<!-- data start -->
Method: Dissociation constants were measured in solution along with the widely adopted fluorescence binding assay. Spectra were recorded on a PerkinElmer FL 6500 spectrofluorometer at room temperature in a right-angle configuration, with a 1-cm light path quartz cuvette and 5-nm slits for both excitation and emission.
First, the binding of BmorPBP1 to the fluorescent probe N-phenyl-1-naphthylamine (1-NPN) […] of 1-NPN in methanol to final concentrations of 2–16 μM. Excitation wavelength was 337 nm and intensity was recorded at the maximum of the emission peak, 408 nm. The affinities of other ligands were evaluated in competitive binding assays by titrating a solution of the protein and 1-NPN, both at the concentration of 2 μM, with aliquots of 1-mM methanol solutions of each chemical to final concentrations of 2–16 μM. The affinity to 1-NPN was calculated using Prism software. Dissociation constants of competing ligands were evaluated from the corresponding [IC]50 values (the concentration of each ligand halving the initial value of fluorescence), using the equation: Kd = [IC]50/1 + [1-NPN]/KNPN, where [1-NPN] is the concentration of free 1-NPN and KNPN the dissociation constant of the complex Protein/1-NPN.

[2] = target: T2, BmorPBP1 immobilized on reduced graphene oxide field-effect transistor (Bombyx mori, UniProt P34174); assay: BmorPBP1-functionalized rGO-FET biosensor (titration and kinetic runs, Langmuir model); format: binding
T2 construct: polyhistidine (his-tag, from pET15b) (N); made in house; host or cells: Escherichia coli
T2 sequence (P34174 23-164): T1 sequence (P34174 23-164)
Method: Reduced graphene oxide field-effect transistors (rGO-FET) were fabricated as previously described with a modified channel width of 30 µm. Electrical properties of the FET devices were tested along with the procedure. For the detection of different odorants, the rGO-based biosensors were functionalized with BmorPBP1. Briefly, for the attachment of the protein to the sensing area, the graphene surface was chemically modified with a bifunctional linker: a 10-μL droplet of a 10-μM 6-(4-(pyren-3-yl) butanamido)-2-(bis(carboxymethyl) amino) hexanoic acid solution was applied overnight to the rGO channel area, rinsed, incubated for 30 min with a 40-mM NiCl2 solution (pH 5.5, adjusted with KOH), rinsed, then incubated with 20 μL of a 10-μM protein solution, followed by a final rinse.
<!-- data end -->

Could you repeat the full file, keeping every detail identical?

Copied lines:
Method: Dissociation constants were measured in solution along with the widely adopted fluorescence binding assay. Spectra were recorded on a PerkinElmer FL 6500 spectrofluorometer at room temperature in a right-angle configuration, with a 1-cm light path quartz cuvette and 5-nm slits for both excitation and emission.
First, the binding of BmorPBP1 to the fluorescent probe N-phenyl-1-naphthylamine (1-NPN) […] of 1-NPN in methanol to final concentrations of 2–16 μM. Excitation wavelength was 337 nm and intensity was recorded at the maximum of the emission peak, 408 nm. The affinities of other ligands were evaluated in competitive binding assays by titrating a solution of the protein and 1-NPN, both at the concentration of 2 μM, with aliquots of 1-mM methanol solutions of each chemical to final concentrations of 2–16 μM. The affinity to 1-NPN was calculated using Prism software. Dissociation constants of competing ligands were evaluated from the corresponding [IC]50 values (the concentration of each ligand halving the initial value of fluorescence), using the equation: Kd = [IC]50/1 + [1-NPN]/KNPN, where [1-NPN] is the concentration of free 1-NPN and KNPN the dissociation constant of the complex Protein/1-NPN.

[2] = target: T2, BmorPBP1 immobilized on reduced graphene oxide field-effect transistor (Bombyx mori, UniProt P34174); assay: BmorPBP1-functionalized rGO-FET biosensor (titration and kinetic runs, Langmuir model); format: binding
T2 construct: polyhistidine (his-tag, from pET15b) (N); made in house; host or cells: Escherichia coli
T2 sequence (P34174 23-164): T1 sequence (P34174 23-164)
Method: Reduced graphene oxide field-effect transistors (rGO-FET) were fabricated as previously described with a modified channel width of 30 µm. Electrical properties of the FET devices were tested along with the procedure. For the detection of different odorants, the rGO-based biosensors were functionalized with BmorPBP1. Briefly, for the attachment of the protein to the sensing area, the graphene surface was chemically modified with a bifunctional linker: a 10-μL droplet of a 10-μM 6-(4-(pyren-3-yl) butanamido)-2-(bis(carboxymethyl) amino) hexanoic acid solution was applied overnight to the rGO channel area, rinsed, incubated for 30 min with a 40-mM NiCl2 solution (pH 5.5, adjusted with KOH), rinsed, then incubated with 20 μL of a 10-μM protein solution, followed by a final rinse.